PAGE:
No…I’m not talking about how cats talk but a living situation that has endured and changed for about 500 years. I first became enamoured with this kind of housing decades ago when I watched Roger Moore as Simon Templar in ‘The Saint’ TV series….back in my English teen years in the ’60’s. At that time I wanted to live in a city and thought New York might do…but loved the little mews street and the apartment shown in the show.
Mews is a British name for a row or courtyard of stables and carriage houses with living quarters above them, built behind large city houses before motor vehicles replaced horses in the early twentieth century. Mews are usually located in desirable residential areas having been built to cater for the horses, coachmen and stable-servants of prosperous residents.From Wikipedia
I just finished a lovely novel called ‘Britannia Mews’ by Margery Sharp, about a young, well-to-do girl in the late 19th century who falls in love with her drawing instructor and ends up in the mews behind her family’s rich London house. The story goes until WW11 so there is a lot of history around the stables and rooms above in which she lives. They go from respectable stables for horses and carriages and servants to slums to desirable London residences.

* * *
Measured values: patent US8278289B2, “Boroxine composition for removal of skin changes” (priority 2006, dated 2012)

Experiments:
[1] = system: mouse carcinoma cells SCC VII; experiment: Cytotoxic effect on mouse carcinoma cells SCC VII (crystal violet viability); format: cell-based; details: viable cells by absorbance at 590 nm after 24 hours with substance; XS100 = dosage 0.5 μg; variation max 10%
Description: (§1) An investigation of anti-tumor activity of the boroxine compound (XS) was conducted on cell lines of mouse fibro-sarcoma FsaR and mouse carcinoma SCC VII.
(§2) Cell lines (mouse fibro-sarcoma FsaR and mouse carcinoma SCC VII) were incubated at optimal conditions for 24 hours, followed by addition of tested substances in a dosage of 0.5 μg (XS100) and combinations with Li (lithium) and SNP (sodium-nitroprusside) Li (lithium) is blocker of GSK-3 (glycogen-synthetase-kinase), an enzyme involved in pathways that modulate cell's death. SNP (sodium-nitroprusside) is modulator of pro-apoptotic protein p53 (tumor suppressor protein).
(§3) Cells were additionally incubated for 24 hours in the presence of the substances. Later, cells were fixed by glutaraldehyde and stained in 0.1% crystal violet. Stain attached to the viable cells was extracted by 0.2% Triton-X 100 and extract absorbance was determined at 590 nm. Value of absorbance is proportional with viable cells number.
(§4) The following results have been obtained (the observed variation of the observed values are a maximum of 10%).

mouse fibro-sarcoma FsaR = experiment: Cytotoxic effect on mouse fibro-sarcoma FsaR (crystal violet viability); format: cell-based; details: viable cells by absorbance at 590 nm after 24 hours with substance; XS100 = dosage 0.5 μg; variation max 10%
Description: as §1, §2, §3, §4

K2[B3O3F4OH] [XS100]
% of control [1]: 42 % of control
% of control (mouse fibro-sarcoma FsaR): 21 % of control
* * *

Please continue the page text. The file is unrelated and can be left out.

After reading this novel and watching a video (button above) I finally found of an interior, I wondered how I would spread myself out in a Mews flat if I were, oh, 40 – 50 years younger and fortunate enough to be able to afford one. I think I would make the downstairs, or the ‘stable’ part, my studio, then I could have people pop in to order something, buy off my rack or come for fittings. Friends and neighbours might stop in to say hello and I would make them coffee and bring out some biscuits or Battenberg cake. I would have a neighbourhood around me, good for a woman on her own, and live a fabulously fun life. However, at the price of these charming abodes now (maybe even then) a lowly artisan would only be able to afford the 1890’s rent!
Living in the heart of London, the city of my birth, (as my Dad did), I could haunt the British Museum and the Victoria and Albert, drooling over costume and clothing exhibits. I have already wandered down Carnaby Street as a teen, shopped in Swan and Edgar, Liberties, Foyles Bookstore…but only once.
I’d have flowers outside and a bench or bistro set to enjoy morning coffee or a glass of wine, a good place to take a break from work in the studio…however I would miss a washing line which I used a lot with my textiles when I’m dyeing.
Oh well, a young girl’s dream and maybe I’d become claustrophobic!